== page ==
For one thing, we each have limited information about what the other believes. That is, in most cases, I can’t perfectly estimate what you think I initially believe your skill level is. Suppose I believe that the typical rider in your demographic outputs an average of 120 watts for a 30-minute ride, and I incorrectly assume that you’d be likely to know that this is my initial guess for your output. Yet, actually, you think that I would estimate your output at 150 watts. If your true output is 130 watts, you might not want to share that information because you believe that you’re below my estimate of 150 watts, even though you’re actually above my estimate of 120 watts.
Even if we do share the same estimate, though, I can’t expect you to be thinking all that carefully about how you compare to my baseline belief about you. While it’s probably the case that — putting humility aside — you’d rather share a surprisingly impressive number than a surprisingly unimpressive one, it’s less obvious how you might respond if your output is close to what we both agree would be my initial guess — especially if you’re a bit shy or overconfident.
There’s a second major issue with the unraveling logic: I must assume that you’re simulating my thought process through many levels of recursion. But this may be cognitively infeasible. Perhaps if you’re just a little below my baseline belief about you, you expect me to lower my expectations about you if you don’t accept my friend request, but you don’t consider the further possibility that I will expect you to make a new decision in light of my lowered expectations. If I can’t assume that you’ll be running through a long chain of recursive inference, then I also can’t assume that you’re at the bottom of the distribution of Peloton riders.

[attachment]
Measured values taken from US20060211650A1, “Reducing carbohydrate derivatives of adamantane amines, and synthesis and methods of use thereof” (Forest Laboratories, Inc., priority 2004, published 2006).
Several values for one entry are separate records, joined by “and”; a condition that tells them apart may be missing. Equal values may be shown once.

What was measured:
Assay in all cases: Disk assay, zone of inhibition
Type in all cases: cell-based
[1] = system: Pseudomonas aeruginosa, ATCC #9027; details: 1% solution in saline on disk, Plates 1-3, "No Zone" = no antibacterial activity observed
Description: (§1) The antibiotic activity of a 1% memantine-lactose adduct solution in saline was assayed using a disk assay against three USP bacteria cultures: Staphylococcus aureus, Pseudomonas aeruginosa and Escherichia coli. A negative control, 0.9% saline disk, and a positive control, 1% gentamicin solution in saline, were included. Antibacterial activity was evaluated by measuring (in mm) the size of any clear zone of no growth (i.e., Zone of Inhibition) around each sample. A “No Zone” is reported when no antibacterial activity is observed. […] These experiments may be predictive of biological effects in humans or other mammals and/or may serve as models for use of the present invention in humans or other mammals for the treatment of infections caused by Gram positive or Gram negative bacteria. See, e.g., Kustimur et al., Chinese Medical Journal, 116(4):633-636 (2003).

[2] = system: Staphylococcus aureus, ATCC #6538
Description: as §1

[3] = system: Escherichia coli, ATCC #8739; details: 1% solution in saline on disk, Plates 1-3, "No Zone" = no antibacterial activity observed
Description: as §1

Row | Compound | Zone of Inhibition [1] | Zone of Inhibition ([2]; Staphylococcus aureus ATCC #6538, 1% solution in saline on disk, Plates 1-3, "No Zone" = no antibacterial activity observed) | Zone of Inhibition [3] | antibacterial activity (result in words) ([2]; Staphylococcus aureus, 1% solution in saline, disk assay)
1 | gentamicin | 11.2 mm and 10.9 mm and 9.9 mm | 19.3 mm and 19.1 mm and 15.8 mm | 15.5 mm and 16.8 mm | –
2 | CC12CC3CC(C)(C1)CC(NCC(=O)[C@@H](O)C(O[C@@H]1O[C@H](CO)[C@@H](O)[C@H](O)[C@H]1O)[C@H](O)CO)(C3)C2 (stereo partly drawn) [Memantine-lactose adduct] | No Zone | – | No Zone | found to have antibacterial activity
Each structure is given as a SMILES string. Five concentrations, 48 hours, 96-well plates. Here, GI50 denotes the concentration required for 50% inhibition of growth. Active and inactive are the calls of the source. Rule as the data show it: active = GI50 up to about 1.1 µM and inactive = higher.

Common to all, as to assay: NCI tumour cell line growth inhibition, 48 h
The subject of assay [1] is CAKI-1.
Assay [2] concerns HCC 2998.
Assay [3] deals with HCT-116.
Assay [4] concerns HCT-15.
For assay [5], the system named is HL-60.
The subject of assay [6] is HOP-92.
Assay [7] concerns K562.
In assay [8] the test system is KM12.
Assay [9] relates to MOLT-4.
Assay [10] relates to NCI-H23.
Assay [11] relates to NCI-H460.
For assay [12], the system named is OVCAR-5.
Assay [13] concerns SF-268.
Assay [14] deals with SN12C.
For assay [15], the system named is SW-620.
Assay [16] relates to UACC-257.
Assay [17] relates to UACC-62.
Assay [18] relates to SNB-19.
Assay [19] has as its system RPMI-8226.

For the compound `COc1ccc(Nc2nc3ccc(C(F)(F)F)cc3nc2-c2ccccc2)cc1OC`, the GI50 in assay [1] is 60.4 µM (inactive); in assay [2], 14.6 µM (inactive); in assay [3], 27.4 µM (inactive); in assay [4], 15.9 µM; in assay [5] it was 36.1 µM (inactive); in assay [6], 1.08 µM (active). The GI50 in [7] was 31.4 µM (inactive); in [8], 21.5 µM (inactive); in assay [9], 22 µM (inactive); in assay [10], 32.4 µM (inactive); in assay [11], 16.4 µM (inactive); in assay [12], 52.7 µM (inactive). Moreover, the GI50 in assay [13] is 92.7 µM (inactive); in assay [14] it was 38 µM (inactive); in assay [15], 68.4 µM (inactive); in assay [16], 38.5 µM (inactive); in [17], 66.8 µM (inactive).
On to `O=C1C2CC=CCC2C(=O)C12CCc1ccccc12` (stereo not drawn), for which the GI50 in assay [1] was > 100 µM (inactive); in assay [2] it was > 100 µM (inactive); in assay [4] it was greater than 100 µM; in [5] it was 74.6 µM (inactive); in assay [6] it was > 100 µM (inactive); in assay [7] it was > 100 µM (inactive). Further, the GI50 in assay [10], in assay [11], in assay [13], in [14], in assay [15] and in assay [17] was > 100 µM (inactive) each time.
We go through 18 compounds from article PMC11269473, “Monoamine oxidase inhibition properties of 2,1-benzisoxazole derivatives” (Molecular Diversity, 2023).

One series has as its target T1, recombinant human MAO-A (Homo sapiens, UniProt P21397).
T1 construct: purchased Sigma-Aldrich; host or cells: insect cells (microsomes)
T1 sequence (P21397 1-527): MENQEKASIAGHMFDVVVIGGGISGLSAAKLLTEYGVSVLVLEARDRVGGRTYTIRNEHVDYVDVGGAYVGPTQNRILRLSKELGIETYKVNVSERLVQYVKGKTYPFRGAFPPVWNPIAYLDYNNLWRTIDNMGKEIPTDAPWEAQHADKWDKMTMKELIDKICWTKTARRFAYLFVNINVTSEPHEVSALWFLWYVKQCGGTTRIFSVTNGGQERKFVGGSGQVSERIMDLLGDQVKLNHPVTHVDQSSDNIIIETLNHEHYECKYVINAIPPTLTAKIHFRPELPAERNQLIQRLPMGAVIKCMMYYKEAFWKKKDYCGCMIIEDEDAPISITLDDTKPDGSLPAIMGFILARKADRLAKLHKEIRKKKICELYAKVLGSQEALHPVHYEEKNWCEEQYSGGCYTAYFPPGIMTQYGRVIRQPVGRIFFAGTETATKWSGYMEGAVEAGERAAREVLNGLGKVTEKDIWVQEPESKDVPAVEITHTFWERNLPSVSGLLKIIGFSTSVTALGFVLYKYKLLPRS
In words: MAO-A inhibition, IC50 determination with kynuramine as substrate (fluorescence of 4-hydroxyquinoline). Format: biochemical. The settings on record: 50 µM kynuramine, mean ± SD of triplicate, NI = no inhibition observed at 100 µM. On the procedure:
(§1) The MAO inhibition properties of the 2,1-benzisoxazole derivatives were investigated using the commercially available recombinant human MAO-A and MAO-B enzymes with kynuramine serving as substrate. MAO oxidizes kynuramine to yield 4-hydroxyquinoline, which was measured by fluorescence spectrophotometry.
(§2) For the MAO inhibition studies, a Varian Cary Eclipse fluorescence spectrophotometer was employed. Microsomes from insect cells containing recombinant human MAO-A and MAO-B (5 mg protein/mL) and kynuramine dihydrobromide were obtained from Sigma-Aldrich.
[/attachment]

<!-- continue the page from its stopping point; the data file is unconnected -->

To simplify the math, we can suppose that I want to minimize squared error, and therefore I want to report the expected value (average) of my posterior belief.↩︎
I’m assuming here, somewhat unrealistically, that \(\tau\) is common knowledge. I don’t expect the results to change a huge amount if it’s not, so long as it’s generally known that you’re relatively more or less random in your decisions.↩︎
Of course, the ability to apply Bayes’ rule is itself an assumption of rationality, which could be relaxed, but I will not be exploring this question further.↩︎
For this analysis, I assume that you (the signaler) have one more level of theory of mind than I (the guesser) do. That is, you use my \(k\)-level belief to decide whether to reveal your card, but I don’t further update my guess by modeling your decision at level \(k+1\).↩︎
Note that this might not be true under different conditions. For example, if it were particularly bad to be outed as having an extremely low number, perhaps decision noise could be more helpful in that type of situation.↩︎
You could also imagine playing this game in a big group where everyone had a different number. In that case, the people at the top would reveal their numbers first, prompting the next best to reveal their numbers, and so on. No sophisticated theory of mind is required in this case.↩︎